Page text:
No. 91 - February 1991




In my early sailing days, the only navigational aid I had was the compass mounted on my boat. And a pair of dividers.


But as time passed, I gradually increased my stock of aids, especially electronic. And as these are attractive to those with light fingers, I was reluctant to leave them on the boat when un-attended.


I was in our local stationery store earlier this past summer, when I noticed they had a sale of plastic brief cases. For school kids. About $12.00 if I remember. And that gave me an idea.


I bought one and also a roll of plastic foam (the kind backpackers use to sleep on) from a camping store. The­ foam was cut to size, to fit inside the brief case. I was able to get five or six pieces out of the one roll.


Then, with a pot of contact cement and an X-Acto type knife, I set to work. My plan was to cut the foam in the shape of each instrument so each one would have its own "compartment" and as the things I wanted to keep in this brief case were of different thickness it was necessary to cut through different layers of the foam. I tried to organize it in such a way so that each instrument would be about the same height when stored.


The photo shows the end result. At the top is my Voyager Loran C. Below the antenna is a spare battery pack containing six AA cells. Six more are nestled each in their little foam beds. Below the Loran is my portable VHF transceiver. And that little white square below it is the battery charger. The remaining instrument is an Autohelm hand bearing compass.


Each layer of foam was glued to the next - the first layer having already been glued to the bottom of the brief case. A couple of layers were also glued to the inside cover. Now, all my instruments are in one neat case, ready to be taken to my boat whenever we go cruising.





Stephen had a two part stern rail made by Spandeck of Florida (4777 - 110th Terrace North, Clearwater, FL 34622). As I see it, there are several advantages to a two part stern rail. An obvious advantage is that it is much easier to climb into the cockpit, from the stern when a stern ladder is also fitted. A second, not so obvious advantage, is that because the stern rail is in two parts, it is small enough to be shipped via UPS. (About $20.00) A one piece stern rail is oversize and needs to be shipped by road transport. Which is much more expensive.


The price from Spandeck for the rail is about $140.00 (US).



A traveler was installed in the usual mid cockpit location shortly after I bought my boat in 1982. Seeing how it cut up that Tanzer 22 cockpit and after tripping over it a few times, we were not too pleased. We had been spoiled by the convenient cabin top traveler on our previous boat, an Ericson 25. I knew then and after some prodding from the first mate that, it must be moved. This was not allowed by the Tanzer 22 Class Association rules at that time. I got the approval of the Lake George Fleet, in which we raced, to install a shortened traveler at the forward end of the cockpit giving the same control as the then standard mid cockpit location. This was described in Newsletter #75 after the Class Association approved other locations for the traveler.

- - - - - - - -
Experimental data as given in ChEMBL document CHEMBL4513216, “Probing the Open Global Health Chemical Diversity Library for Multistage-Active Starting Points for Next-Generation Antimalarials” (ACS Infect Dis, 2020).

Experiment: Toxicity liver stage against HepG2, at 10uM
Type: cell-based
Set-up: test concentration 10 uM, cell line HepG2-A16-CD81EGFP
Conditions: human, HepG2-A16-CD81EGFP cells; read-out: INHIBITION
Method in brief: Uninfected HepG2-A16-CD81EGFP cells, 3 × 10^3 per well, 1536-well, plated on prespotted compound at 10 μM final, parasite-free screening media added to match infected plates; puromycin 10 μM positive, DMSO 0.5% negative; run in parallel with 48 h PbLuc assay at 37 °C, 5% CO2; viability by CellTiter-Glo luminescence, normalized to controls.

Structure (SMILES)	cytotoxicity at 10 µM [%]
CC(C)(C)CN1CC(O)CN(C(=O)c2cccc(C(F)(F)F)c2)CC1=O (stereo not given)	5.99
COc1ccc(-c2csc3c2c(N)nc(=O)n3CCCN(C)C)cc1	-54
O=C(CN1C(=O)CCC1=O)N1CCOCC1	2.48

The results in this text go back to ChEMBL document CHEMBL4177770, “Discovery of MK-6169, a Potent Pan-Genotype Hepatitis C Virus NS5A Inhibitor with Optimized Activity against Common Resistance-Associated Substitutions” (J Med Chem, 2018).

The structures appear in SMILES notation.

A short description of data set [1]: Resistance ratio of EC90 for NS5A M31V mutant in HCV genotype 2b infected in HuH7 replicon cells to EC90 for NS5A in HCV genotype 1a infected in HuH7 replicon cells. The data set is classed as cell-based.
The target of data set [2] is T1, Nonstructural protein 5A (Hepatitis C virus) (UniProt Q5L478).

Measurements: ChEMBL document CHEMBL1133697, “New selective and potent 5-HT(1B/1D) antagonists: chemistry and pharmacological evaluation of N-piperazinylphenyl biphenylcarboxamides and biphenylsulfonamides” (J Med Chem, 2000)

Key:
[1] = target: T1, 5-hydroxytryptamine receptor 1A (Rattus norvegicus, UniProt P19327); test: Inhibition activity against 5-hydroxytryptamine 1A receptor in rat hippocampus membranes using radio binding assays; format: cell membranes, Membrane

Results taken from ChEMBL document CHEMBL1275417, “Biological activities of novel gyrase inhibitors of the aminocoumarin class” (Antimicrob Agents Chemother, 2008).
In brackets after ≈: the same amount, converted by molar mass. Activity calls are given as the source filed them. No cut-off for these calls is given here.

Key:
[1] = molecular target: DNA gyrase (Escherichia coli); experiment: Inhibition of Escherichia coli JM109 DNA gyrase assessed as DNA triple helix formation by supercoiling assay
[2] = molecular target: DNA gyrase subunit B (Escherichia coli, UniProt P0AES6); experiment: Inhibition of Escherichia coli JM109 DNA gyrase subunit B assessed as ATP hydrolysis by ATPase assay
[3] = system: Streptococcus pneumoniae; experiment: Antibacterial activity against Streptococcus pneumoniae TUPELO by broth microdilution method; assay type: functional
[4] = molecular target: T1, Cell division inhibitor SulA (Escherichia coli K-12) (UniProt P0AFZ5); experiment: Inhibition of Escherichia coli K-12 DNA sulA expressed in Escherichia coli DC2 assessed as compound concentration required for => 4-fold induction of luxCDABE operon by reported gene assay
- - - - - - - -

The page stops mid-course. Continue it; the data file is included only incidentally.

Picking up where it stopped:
Except for having to step over it when going below, it worked very well. Over the years I very seldom used all of the shortened (43 inches) length. After reading about Dick Besse's boom-end traveler in the last Newsletter (#89) I shortened it further and lowered it between the seats at the step level.


The track is mounted on a 1 1/2" X 1 1/8" beam of white oak. The beam was tapered on one side to fit against the side of the step. The beam was bolted to the step with four screws and at the ends through the sides of the seats. Four small holes were drilled between the beam and the step to allow drainage when it rains. However, if I were to do it again I would shim the beam out to create drain slots.


Since the pictures were taken, rubber bumpers have been put at the ends to keep the traveler car from touching the seat sides. When at the dock the car is positioned off to one side allowing full entry into the cabin. This traveler system has worked just fine and gives as much movement as usually needed. With the straight aft pulling position, there is no need for the control line blocks that came with the traveler car. They can be installed if ever required. The top surface of the track gives a nice wide step into the cabin or to stand on while looking for that weather mark.